by Linda Sage
It's like sitting under a cloud when everyone else is in the sun. Or watching a movie in black and white when all your friends are seeing color. Depression takes the pleasure out of life and interferes with living. It jeopardizes jobs, marriages and parenting and can lead to suicide or illness.
Because about twice as many women as men suffer from depression, most studies of the disorder's inheritance have focused on women. Researchers in St. Louis, Chicago and Australia now have studied depression in a community sample of 2,662 pairs of same-gender and mixed-gender twins. Stressful events such as the death of a spouse or loss of a job were the major causes of depression in both the men and the women, they found. However, genetic factors were more likely to have contributed to depression in the women than in the men. Surprisingly, this appeared to be true for mild as well as severe depression.
"So women who are related to a person with major depression seem to be more vulnerable to developing depression themselves than men who come from a family with depression," says Laura J. Bierut, M.D., assistant professor of psychiatry at Washington University School of Medicine in St. Louis. "And the transmission of depression appears to be due to the genes a family shares rather than to the family environment. It's not that a mother who is depressed teaches a daughter how to be depressed."
Bierut was lead author of the report, which appeared in the June 1999 issue of Archives of General Psychiatry. Grants from the National Institutes of Health, the U.S. Public Health Service and the Australian National Health and Medical Research Council funded the research.
Studying the incidence of a disorder in twins is one way to tease out genetic factors from environmental influences. Genes are likely to play a role if a disorder occurs more often in both members of identical twins, who have the same genes, than in both members of fraternal twins, who have only half of their genes in common.
In the early 1980s, a large number of Australian twins were listed in the Australian National Health and Medical Research Council Twin Registry. They were at least 18 years old at that time. Between 1992 and 1993, each member of 2,685 twin pairs was interviewed over the telephone. The highly trained lay interviewers used a list of questions designed to assess whether the subjects had ever experienced symptoms of various psychiatric disorders, including depression. Each twin was unaware of how his or her twin responded.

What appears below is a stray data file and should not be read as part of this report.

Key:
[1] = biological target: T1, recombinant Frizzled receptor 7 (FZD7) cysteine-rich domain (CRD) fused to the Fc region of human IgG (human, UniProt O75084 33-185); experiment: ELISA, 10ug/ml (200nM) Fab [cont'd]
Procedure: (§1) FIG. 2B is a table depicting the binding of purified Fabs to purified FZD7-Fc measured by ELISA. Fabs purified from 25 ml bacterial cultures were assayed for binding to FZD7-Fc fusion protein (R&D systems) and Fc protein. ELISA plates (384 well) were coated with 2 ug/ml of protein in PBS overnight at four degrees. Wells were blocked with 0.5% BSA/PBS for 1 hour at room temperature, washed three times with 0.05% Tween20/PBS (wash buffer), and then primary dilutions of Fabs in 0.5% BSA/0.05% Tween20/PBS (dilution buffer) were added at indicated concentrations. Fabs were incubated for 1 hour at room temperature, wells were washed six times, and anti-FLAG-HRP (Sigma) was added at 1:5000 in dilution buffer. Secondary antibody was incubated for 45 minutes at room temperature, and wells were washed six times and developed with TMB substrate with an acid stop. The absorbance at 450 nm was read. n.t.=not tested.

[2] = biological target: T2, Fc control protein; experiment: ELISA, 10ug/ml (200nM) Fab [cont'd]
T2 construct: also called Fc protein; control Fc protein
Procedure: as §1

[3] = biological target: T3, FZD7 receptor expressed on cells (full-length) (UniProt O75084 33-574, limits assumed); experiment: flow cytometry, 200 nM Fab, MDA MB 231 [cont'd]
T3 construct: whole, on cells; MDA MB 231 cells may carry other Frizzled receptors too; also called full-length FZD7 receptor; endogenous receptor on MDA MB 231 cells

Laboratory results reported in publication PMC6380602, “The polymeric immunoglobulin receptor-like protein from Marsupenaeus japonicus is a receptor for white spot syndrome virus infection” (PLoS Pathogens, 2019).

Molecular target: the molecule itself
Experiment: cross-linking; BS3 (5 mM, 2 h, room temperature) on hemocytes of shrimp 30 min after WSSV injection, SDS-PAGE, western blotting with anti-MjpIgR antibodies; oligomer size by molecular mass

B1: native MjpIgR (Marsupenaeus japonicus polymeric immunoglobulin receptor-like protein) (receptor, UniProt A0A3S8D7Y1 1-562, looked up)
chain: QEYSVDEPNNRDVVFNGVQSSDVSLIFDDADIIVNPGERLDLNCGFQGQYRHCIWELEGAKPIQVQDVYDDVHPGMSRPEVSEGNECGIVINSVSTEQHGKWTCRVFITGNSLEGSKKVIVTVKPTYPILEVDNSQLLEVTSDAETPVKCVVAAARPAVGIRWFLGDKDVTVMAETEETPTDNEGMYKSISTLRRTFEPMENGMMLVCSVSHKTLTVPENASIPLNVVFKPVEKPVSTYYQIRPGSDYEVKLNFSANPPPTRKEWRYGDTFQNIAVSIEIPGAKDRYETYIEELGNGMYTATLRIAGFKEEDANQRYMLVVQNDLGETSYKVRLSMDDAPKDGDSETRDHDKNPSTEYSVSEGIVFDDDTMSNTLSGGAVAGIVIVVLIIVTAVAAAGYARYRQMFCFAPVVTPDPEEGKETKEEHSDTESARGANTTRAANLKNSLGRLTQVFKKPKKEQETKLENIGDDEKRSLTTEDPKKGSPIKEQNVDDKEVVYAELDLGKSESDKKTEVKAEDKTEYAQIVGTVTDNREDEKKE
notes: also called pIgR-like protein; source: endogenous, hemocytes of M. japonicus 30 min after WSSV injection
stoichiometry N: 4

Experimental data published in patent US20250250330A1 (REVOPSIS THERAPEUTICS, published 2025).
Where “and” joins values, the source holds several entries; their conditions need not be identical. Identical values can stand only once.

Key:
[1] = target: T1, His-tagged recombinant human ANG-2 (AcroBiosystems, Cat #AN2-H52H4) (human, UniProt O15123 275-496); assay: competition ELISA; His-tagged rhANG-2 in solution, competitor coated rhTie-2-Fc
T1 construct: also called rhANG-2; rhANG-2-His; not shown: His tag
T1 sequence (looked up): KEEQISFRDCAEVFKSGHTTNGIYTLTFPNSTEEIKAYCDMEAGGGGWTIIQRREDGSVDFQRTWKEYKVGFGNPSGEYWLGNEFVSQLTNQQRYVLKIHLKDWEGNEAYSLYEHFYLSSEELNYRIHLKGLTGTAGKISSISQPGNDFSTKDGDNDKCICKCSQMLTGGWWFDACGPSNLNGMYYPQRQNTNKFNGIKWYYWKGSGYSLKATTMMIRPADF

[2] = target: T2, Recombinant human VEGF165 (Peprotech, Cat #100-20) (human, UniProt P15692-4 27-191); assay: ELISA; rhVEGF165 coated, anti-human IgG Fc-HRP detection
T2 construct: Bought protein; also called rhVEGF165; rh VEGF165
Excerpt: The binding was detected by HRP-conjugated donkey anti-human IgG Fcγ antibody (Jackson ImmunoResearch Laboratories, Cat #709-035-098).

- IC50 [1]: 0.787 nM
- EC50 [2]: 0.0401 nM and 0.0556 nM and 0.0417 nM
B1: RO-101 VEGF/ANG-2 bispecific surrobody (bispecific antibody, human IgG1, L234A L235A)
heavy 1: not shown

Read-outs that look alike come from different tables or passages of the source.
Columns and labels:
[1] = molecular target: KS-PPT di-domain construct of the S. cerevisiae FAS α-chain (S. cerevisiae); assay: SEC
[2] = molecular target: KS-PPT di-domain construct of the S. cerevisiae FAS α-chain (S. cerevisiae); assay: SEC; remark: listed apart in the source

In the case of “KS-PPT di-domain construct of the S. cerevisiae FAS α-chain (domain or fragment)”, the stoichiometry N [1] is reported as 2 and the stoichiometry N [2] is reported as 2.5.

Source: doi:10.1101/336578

Bierut and colleagues used the data from these interviews for their analyses. Because they excluded people who suffered from bipolar (manic) depression rather than the more common unipolar depression, they ended up with data from 2,662 pairs of twins.
Genes vs. environment
The researchers analyzed the data using several definitions of depression. The broadest included people who had been depressed for at least two weeks at least once during their life. This applied to 24 percent of the men in the sample and 31 percent of the women. The second included only people whose depressive episodes had hampered their ability to perform daily tasks or who had sought treatment for depression. This applied to 16 percent of the men in the sample and 22 percent of the women. The strictest definition, which required at least six symptoms of depression in an episode that persisted for at least four weeks, applied to 3 percent of the men in the sample and 9 percent of the women.
Looking at whether depression had occurred in both or only one twin of a pair enabled the researchers to estimate the heritability of the disorder -- the degree to which genes contribute. For the women in the sample, heritability ranged from 36 percent to 44 percent. For the men, the range was 1 percent to 24 percent. "So in men, depression was only modestly familial," Bierut says, "which means that individual environmental factors play a larger role in the development of male depression."
This result doesn't necessarily mean that men are more likely to become depressed after a stressful event than are women, Bierut says. "But when they do develop depression, it is more likely to be due to individual stressors than to genetic factors," she explains.
Surprisingly, the estimates of heritability were similar no matter which of the three definitions of depression was used. "People have thought that severe depression is genetic depression whereas mild depression is environmental," Bierut says. "We didn't find any evidence for that."
The researchers now are investigating the inheritability of alcoholism, which occurs in men more often than in women. Their long-term goal is to understand the relationship between alcoholism and depression.
Note: Fore more information, refer to Bierut LJ, Heath AC, Bucholz KK, Dinwiddie SH, Madden PAF, Statham DJ, Dunne MP, Martin NG, "Major Depressive Disorder in a Community-based Twin Sample," Archives of General Psychiatry 56, 557-563, June 1999.
The Washington University researchers (Bierut, Heath, Bucholz and Madden) collaborated with researchers at Finch University of Health Sciences, The Chicago Medical School (Dinwiddie), Queensland Institute of Medical Research (Statham and Martin) and Queensland University of Technology (Dunne).
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